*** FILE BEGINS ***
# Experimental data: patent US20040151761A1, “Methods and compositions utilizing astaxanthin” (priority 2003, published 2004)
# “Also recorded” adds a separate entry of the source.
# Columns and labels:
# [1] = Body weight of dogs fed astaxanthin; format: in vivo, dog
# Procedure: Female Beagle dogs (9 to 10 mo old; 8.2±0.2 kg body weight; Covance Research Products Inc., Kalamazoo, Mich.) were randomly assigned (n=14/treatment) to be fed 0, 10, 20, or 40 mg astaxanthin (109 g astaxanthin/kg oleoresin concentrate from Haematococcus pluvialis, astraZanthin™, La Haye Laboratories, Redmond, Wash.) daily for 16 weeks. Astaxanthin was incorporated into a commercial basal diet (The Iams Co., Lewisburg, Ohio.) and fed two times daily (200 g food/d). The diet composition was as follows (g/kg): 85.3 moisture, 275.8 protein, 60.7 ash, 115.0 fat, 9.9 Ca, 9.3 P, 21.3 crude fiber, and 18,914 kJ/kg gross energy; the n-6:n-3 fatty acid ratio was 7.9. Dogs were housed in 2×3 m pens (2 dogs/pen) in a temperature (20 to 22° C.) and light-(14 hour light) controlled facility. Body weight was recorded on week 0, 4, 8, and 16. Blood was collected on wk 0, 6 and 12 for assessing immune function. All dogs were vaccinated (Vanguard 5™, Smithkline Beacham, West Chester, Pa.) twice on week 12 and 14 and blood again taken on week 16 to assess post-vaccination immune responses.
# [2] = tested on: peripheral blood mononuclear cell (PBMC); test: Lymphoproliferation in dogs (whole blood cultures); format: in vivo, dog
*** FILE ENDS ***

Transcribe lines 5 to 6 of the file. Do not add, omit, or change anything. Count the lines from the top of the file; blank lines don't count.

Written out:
# Procedure: Female Beagle dogs (9 to 10 mo old; 8.2±0.2 kg body weight; Covance Research Products Inc., Kalamazoo, Mich.) were randomly assigned (n=14/treatment) to be fed 0, 10, 20, or 40 mg astaxanthin (109 g astaxanthin/kg oleoresin concentrate from Haematococcus pluvialis, astraZanthin™, La Haye Laboratories, Redmond, Wash.) daily for 16 weeks. Astaxanthin was incorporated into a commercial basal diet (The Iams Co., Lewisburg, Ohio.) and fed two times daily (200 g food/d). The diet composition was as follows (g/kg): 85.3 moisture, 275.8 protein, 60.7 ash, 115.0 fat, 9.9 Ca, 9.3 P, 21.3 crude fiber, and 18,914 kJ/kg gross energy; the n-6:n-3 fatty acid ratio was 7.9. Dogs were housed in 2×3 m pens (2 dogs/pen) in a temperature (20 to 22° C.) and light-(14 hour light) controlled facility. Body weight was recorded on week 0, 4, 8, and 16. Blood was collected on wk 0, 6 and 12 for assessing immune function. All dogs were vaccinated (Vanguard 5™, Smithkline Beacham, West Chester, Pa.) twice on week 12 and 14 and blood again taken on week 16 to assess post-vaccination immune responses.
# [2] = tested on: peripheral blood mononuclear cell (PBMC); test: Lymphoproliferation in dogs (whole blood cultures); format: in vivo, dog